Sociable country kitchens

Create a space that appeals to everyone by integrating your kitchen with the dining and relaxing areas...

Living the open-plan dream often stems from a desire to spend more time at home with family and friends.
The aim is to create a relaxed space that makes socialising easy.

dining table with chairs and cushions with flower on glass jar

(Image credit: TBC)

Snug fit

'Banquette-style dining is ideal for those who are pushed for space,' says Jayne Coleman, Kitchen Designer, John Lewis of Hungerford. 'Not only dies it give you the option to conceal lift-up lids underneath the cushions to create valuable extra storage, but the banquette seats can be fitted flush to an island unit or wall, whaterver its shape, leaving more space free in the rest of the room.'

kitchen room with roof lamp and wooden flooring with white door

(Image credit: TBC)

Chic monochrome

'Use black accents against fabric-covered chairs to create striking silhouettes in your dining area, without overpowering the space,' says Sara Thompson, Director, Thompson Clarke Interiors. Try a black factory-style pendant and a circular metal table teamed with seating dressed with crisp white cotton covers for a stylish look.

dining area with glass window and chandelier

(Image credit: TBC)

Room with a view

'Maximise the potential of a bay window by incorporating a bespoke window seat,' says Andrew Hall, Managing Director, Woodstock Furniture. 'Topping it with an upholstered foam cushion helps to soften an open-plan kitchen, creating a more relaxed, living room feel.'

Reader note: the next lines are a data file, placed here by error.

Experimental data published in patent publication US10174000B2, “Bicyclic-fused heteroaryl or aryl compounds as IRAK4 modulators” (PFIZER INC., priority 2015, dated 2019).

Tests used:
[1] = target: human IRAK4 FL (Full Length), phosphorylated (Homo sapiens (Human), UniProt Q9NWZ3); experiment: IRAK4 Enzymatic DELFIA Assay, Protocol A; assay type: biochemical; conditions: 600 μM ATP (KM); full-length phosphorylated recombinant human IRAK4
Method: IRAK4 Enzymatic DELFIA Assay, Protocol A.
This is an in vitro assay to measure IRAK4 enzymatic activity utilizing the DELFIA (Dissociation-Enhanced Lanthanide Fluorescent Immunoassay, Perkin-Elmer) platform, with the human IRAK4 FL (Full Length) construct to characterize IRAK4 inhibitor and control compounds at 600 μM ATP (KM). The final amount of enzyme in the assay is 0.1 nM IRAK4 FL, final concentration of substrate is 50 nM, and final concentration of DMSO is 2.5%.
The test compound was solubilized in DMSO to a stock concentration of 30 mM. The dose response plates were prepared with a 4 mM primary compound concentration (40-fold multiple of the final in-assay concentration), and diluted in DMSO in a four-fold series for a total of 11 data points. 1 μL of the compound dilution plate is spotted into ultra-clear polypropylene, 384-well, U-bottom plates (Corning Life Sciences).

dining area with wooden table and flower vase with bread

(Image credit: TBC)


'For practical seating, choose covers that are removable and machine washable,' says interior designer Clare Topham of Clare Topham & Co Interior Design. 'Besr in mind that if the seating is in the conservatory, pale colours will be less prone to fading.'

conservatory with carpet on floor and sofa with cushions

(Image credit: TBC)

Sofa style

Just one squidgy sofa is often all it takes to encourage friends and family to linger for longer in the kitchen. 'Comfort is the key - choose a deep seat for sinking into and add plenty of cushions ,' says interior designer Emma Sims Hilditch, of Sims Hilditch Interior Design.

kitchen area with roof lamp and dining table with chair

(Image credit: TBC)

Store more

‘As well as being the natural hub of a large kitchen, an island unit with deep cupboards facing the dining table will provide a huge amount of storage - perfect for stashing crockery and other tableware and allowing the table to be laid for dinner quickly and efficiently,' says Peter Humphrey, Design Director, Humphrey Munson.

kitchen area with wooden beam and dining table with chairs

(Image credit: TBC)


‘It only takes a small overhang on the worktop to make an island unit or peninsula run more sociable and flexible,'
says kitchen designer Matthew Payne, from Harvey Jones' East Sheen showroom. ‘A 200mm-deep overhang will suffice for casual seating, but for optimum comfort I'd aim for 300mm, which is the deepest overhang you can have without needing extra support beneath the worktop.'